Manufacturing in Germany is very expensive. To remain competitive, H&R must have the best quality and good service: A premium product justifies its price. Though its product range is diverse, H&R's main factory is for the most part a spring factory. TRAK+ wheel spacers are made elsewhere, and most of the damper work done in Lennestadt is development and low-volume production.

Spring manufacturing starts with wire storage; H&R stocks spring wire from 0.3- to 32mm, in 0.25mm-diameter steps. Rolls of wire are mounted on a Wafios CNC machine, which straightens the wire before feeding it through a series of rollers and shoes that wind it into a spring. The finished spring is cut off with a scissors-like die, perhaps the loudest operation in the plant. The Wafios machine operator can't simply put the wire in the machine, push a button, and come back to a basket of springs in an hour. The shoes and rollers wear, and calibration can vary between machines. Each time a new spring batch is begun, the output must be checked and measured dimensionally, perhaps requiring adjustments to the machine's program. Once production begins, springs are checked for length as they come off the machine.

Annealing is a critical step that must be done within two hours of winding the spring. It allows the cold-work stresses that were put into the metal to relax, restoring its elasticity and strength. If it is not done in time, the stresses will become permanent and the spring will not function as designed. In special cases, additional heat-treating processes may be required.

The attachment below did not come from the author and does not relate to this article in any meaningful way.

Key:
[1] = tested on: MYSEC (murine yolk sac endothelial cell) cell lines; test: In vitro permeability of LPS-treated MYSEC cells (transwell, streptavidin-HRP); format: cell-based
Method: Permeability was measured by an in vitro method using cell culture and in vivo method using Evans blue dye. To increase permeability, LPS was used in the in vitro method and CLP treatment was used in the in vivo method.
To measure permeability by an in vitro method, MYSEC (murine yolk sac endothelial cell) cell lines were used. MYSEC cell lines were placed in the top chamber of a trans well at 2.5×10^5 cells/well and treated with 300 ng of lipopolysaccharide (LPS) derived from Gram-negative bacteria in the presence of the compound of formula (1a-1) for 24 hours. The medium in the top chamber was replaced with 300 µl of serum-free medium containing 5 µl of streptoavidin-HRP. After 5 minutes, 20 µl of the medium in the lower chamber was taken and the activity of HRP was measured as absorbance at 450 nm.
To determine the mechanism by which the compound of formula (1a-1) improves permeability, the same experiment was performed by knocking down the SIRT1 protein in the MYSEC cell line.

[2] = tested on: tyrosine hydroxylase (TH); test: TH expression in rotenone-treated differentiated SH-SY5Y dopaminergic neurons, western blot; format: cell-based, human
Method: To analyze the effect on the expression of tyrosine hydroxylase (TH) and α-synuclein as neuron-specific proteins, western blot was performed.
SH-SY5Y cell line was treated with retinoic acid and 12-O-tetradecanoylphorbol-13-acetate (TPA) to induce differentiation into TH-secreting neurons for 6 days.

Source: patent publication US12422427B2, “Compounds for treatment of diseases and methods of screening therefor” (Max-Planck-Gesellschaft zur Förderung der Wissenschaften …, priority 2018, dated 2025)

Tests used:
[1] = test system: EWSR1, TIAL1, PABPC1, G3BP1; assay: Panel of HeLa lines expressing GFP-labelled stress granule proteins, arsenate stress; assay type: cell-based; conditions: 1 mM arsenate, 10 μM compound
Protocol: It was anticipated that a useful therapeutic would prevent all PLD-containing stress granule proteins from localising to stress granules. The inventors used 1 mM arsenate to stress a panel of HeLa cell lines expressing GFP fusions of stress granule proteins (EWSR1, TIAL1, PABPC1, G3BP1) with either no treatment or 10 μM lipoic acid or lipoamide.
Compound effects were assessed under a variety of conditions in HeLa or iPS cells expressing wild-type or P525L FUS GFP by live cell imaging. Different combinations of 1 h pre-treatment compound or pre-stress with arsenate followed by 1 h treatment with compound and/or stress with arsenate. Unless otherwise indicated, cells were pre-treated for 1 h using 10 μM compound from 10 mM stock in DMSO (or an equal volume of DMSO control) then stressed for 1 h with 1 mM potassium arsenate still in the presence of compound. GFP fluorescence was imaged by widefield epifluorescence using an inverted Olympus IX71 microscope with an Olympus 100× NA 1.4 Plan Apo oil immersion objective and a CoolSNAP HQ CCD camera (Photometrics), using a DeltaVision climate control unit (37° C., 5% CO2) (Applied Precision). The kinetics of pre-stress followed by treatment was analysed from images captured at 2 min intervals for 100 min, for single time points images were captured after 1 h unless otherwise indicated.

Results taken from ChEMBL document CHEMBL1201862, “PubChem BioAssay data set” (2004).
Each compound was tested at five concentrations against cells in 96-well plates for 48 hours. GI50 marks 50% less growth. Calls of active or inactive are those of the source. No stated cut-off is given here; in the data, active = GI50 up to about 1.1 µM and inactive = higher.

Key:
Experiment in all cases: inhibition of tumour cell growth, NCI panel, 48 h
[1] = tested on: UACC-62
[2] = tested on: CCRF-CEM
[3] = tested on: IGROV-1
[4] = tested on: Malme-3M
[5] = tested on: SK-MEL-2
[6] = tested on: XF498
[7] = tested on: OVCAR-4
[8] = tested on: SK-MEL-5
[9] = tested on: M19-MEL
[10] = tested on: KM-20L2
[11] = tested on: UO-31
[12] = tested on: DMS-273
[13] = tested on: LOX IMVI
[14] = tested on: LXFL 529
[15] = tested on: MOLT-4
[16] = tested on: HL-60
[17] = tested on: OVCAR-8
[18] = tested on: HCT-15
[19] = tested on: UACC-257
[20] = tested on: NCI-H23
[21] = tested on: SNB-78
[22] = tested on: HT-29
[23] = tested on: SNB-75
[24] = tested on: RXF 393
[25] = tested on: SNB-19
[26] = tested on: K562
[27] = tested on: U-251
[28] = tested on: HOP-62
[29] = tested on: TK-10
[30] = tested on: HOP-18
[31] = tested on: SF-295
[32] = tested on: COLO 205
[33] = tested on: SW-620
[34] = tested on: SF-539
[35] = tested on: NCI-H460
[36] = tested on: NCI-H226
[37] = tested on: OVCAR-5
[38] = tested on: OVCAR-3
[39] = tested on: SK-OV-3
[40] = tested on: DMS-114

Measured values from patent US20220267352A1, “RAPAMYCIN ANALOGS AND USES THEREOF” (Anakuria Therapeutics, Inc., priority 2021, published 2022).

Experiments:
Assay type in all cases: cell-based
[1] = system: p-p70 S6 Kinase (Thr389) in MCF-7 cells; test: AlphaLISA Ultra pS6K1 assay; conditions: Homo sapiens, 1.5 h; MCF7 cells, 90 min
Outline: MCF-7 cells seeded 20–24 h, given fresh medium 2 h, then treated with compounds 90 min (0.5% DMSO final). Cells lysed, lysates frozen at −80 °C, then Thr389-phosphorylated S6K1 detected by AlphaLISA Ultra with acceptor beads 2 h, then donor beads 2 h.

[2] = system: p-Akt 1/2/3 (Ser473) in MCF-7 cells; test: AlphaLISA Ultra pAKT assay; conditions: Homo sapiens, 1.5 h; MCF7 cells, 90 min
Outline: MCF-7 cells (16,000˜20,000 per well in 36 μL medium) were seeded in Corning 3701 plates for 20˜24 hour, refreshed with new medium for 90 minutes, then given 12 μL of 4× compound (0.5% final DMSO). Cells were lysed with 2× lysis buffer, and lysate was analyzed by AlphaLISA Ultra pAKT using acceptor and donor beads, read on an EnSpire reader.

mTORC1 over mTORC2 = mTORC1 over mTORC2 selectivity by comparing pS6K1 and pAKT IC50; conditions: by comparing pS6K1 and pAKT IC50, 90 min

If the design calls for it, the spring's ends are ground flat before shot peening, which consists of blasting the springs with 0.9mm steel shot at high speed as they are turned over in a tumbler. The result is that the surface of the spring is permanently compressed, increasing strength and fatigue resistance. A shot-peening cabinet's internal components last about six months, and a rebuild, in which most of the internal parts are replaced, costs roughly 50,000 Euros.

Block setting is the final forming process. To ensure that all the deformation that will occur does so at the factory, the springs are wound slightly longer than their final length. The spring is repeatedly compressed to coil bind, the point where it becomes a solid block of metal and can deform no further. Once this process is complete, sagging is impossible. Afterward, each spring is again checked dimensionally both free and under load.

Springs are stored in an oil bath between block setting and powdercoating to prevent even microscopic surface corrosion from forming, which would create a pit that could be the beginning of a crack.

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